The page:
Informing your Employer you are Resigning
Now that you’ve secured that new career opportunity, all that remains is to notify your current employer. Simple.
Well, like most things, if done right, it is simple. However if done poorly, it can make the process painful, potentially damaging your reputation and the memory of all the good work you’ve done in the past. Here are three simple things to keep in mind.
1 – Clarity
You will be meeting (preferably face-to-face) with your manager to inform him/her of your intentions to leave. The conversation should have three simple elements:
- Thank your manager for the opportunity to work with him/her and for all you have learned during your time together. Positive. No time for a complaint session.
- Announce your intentions and give your notice. Two weeks is standard. However, if pressed for additional service, offer your time in the evenings or on weekends to ease the transition. You can arrange for this to be paid on a consulting basis.
- DO NOT offer specifics about your reasons. Simply say that an opportunity that you need to accept has presented itself.
The reason you don’t make it issue specific is because that approach invites negotiation.
For example, you say,
“Sorry boss but I’m leaving”
“Because of X reason’”
Your manager’s natural response will be to offer to fix ‘X’.
What do you say then? Give another reason they will offer to fix? This process will lead to one of two things. Your boss will feel you weren’t being straight with your reasons and that may generate lingering resentment. The other possibility is your boss will wear you down and you will relent, passing up that opportunity only to find what was offered to fix your concerns, hasn’t. Worse yet, you are still in that job you had interest in progressing beyond and that great opportunity you wanted is now in your rear view mirror.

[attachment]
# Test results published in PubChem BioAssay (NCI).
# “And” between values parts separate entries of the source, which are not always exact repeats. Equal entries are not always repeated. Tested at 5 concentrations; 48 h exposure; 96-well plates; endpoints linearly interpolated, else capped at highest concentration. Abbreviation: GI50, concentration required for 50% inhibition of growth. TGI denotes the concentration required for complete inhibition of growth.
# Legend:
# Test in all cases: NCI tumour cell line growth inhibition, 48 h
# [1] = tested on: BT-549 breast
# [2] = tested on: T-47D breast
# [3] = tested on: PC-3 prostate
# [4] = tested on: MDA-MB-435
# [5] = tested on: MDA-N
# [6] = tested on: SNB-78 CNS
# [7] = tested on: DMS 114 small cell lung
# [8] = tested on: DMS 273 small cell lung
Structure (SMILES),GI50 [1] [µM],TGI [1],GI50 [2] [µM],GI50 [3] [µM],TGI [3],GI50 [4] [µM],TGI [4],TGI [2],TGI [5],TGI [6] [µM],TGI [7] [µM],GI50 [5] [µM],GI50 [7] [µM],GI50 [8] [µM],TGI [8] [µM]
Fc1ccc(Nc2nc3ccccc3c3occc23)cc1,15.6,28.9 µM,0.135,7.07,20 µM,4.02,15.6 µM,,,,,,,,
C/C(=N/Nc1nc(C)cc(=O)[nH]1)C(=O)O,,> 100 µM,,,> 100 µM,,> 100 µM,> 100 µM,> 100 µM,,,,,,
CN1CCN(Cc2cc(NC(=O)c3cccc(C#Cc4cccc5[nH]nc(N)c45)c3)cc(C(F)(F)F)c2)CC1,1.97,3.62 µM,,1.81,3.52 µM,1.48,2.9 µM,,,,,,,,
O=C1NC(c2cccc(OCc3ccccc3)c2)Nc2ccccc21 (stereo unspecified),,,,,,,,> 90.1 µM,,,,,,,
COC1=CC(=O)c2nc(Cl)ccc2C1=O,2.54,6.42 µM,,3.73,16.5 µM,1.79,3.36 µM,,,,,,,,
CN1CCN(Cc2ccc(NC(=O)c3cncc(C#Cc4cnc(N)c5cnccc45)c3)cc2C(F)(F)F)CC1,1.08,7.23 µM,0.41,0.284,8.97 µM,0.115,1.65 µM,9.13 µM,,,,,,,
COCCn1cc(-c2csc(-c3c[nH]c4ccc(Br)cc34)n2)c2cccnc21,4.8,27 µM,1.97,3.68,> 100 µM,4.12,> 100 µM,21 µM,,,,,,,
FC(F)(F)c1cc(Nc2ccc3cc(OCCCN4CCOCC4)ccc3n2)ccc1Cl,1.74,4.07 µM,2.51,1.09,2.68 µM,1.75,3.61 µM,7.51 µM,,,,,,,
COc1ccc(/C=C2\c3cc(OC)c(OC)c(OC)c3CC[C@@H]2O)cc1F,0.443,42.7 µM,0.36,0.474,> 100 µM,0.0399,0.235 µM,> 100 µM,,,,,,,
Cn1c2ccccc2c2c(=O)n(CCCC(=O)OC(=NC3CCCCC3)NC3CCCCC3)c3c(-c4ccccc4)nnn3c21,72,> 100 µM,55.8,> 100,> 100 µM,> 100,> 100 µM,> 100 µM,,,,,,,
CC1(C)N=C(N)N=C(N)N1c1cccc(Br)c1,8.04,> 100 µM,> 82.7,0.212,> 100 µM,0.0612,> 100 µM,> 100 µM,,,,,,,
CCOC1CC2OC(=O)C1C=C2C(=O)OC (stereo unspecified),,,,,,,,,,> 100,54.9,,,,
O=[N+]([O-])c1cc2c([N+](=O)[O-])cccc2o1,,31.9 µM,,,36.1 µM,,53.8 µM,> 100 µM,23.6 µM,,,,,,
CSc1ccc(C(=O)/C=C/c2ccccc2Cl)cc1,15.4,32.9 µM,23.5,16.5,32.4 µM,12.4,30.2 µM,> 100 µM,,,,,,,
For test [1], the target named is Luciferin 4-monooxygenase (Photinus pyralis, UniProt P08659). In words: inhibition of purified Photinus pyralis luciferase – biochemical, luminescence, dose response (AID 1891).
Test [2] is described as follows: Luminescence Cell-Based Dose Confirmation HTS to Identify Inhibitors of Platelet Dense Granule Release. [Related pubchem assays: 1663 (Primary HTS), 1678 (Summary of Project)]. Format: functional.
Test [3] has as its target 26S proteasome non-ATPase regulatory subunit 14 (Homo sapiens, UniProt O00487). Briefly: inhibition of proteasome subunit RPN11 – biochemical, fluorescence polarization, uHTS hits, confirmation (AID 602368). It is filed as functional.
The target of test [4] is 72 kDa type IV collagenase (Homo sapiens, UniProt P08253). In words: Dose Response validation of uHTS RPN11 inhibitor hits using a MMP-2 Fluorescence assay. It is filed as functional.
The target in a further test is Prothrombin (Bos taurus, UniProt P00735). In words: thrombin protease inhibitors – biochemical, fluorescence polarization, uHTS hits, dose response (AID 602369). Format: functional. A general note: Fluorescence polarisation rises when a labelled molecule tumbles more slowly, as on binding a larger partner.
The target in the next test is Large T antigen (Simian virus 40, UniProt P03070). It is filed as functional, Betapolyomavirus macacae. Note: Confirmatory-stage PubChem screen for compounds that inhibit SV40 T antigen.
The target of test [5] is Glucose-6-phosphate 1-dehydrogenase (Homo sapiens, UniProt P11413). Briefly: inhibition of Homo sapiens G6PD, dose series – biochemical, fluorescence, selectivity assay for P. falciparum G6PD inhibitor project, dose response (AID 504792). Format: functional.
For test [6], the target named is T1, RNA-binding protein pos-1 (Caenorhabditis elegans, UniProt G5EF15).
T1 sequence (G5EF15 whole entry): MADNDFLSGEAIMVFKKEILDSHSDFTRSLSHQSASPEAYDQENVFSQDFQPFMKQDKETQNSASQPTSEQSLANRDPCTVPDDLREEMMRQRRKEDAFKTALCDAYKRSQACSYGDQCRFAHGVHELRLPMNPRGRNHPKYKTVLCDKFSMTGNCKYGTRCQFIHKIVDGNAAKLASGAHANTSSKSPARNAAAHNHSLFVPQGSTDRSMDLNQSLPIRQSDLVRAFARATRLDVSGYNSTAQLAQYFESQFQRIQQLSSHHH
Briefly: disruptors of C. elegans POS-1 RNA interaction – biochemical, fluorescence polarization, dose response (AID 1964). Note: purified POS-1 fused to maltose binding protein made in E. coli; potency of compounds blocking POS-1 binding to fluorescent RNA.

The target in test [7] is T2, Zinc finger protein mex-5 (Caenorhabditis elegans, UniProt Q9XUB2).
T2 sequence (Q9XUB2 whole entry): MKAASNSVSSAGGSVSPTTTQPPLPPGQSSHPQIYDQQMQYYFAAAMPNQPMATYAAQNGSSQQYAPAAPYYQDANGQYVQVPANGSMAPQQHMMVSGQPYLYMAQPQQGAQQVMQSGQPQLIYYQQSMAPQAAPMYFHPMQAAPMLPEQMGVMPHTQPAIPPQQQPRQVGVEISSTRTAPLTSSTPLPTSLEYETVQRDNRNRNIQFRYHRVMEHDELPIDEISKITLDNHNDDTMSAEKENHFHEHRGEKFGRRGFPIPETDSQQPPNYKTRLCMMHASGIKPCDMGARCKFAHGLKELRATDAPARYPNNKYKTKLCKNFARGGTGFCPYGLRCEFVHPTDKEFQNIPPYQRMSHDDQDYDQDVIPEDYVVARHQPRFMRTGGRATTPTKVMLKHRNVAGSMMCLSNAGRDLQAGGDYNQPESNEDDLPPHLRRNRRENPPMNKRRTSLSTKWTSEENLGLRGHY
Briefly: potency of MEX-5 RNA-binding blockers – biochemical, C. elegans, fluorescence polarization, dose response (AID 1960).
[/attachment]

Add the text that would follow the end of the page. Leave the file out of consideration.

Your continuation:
2 – Professionalism
Keep your promises and keep your mouth closed. If you offer to do something to make the transition simpler for your manager, follow through. Yes, the extra time is tiresome but stay true to your word, be professional and do it.
Don’t play the Pied-Piper with your co-workers. When they call or stop to congratulate you, don’t give them too much information about what a terrific opportunity you have moving forward. That won’t help them in their circumstances and in the majority of the cases that information will get back to management, casting shadow on you.
3 – Stick to your decision
Attrition is difficult for the people you leave behind. Managers now have their usual slate of issues plus the challenge of replacing you. It would be much easier, at least in the short run, to keep you. They may make one or more overtures to keep you.
Once you have progressed to the point of getting another offer and decided to accept, know that in the VAST majority of cases nothing (other than the raise they offer to entice you to stay) will change.
Stick to your guns. You will earn their respect for being resolute and professional….maximizing the opportunity to work with some of these people again, should that situation present itself in some form in the future.